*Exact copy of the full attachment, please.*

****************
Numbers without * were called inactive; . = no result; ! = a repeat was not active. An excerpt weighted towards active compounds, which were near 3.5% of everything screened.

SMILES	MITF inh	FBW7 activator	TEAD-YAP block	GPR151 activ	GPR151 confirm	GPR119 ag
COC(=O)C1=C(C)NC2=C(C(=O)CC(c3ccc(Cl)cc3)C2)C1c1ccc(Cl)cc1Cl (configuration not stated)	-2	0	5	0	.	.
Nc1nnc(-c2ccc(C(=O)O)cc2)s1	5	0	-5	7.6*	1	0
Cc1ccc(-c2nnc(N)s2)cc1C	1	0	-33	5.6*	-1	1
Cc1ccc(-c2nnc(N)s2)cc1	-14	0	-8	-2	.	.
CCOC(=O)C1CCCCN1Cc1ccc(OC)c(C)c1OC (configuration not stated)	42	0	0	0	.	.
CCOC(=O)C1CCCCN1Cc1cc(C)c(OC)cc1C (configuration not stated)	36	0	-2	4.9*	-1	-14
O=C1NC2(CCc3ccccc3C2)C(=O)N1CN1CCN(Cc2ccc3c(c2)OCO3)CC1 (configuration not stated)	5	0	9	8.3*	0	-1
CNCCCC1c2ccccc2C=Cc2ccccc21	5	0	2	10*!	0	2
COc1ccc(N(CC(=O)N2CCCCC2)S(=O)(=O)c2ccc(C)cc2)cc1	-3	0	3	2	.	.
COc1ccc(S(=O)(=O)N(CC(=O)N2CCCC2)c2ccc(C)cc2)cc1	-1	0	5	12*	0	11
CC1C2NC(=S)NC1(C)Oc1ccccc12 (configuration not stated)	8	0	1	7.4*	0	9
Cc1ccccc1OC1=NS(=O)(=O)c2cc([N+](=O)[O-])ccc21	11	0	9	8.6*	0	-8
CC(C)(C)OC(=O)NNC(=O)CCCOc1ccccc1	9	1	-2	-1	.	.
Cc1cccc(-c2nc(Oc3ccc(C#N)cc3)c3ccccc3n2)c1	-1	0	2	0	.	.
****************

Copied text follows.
Numbers without * were called inactive; . = no result; ! = a repeat was not active. An excerpt weighted towards active compounds, which were near 3.5% of everything screened.

SMILES	MITF inh	FBW7 activator	TEAD-YAP block	GPR151 activ	GPR151 confirm	GPR119 ag
COC(=O)C1=C(C)NC2=C(C(=O)CC(c3ccc(Cl)cc3)C2)C1c1ccc(Cl)cc1Cl (configuration not stated)	-2	0	5	0	.	.
Nc1nnc(-c2ccc(C(=O)O)cc2)s1	5	0	-5	7.6*	1	0
Cc1ccc(-c2nnc(N)s2)cc1C	1	0	-33	5.6*	-1	1
Cc1ccc(-c2nnc(N)s2)cc1	-14	0	-8	-2	.	.
CCOC(=O)C1CCCCN1Cc1ccc(OC)c(C)c1OC (configuration not stated)	42	0	0	0	.	.
CCOC(=O)C1CCCCN1Cc1cc(C)c(OC)cc1C (configuration not stated)	36	0	-2	4.9*	-1	-14
O=C1NC2(CCc3ccccc3C2)C(=O)N1CN1CCN(Cc2ccc3c(c2)OCO3)CC1 (configuration not stated)	5	0	9	8.3*	0	-1
CNCCCC1c2ccccc2C=Cc2ccccc21	5	0	2	10*!	0	2
COc1ccc(N(CC(=O)N2CCCCC2)S(=O)(=O)c2ccc(C)cc2)cc1	-3	0	3	2	.	.
COc1ccc(S(=O)(=O)N(CC(=O)N2CCCC2)c2ccc(C)cc2)cc1	-1	0	5	12*	0	11
CC1C2NC(=S)NC1(C)Oc1ccccc12 (configuration not stated)	8	0	1	7.4*	0	9
Cc1ccccc1OC1=NS(=O)(=O)c2cc([N+](=O)[O-])ccc21	11	0	9	8.6*	0	-8
CC(C)(C)OC(=O)NNC(=O)CCCOc1ccccc1	9	1	-2	-1	.	.
Cc1cccc(-c2nc(Oc3ccc(C#N)cc3)c3ccccc3n2)c1	-1	0	2	0	.	.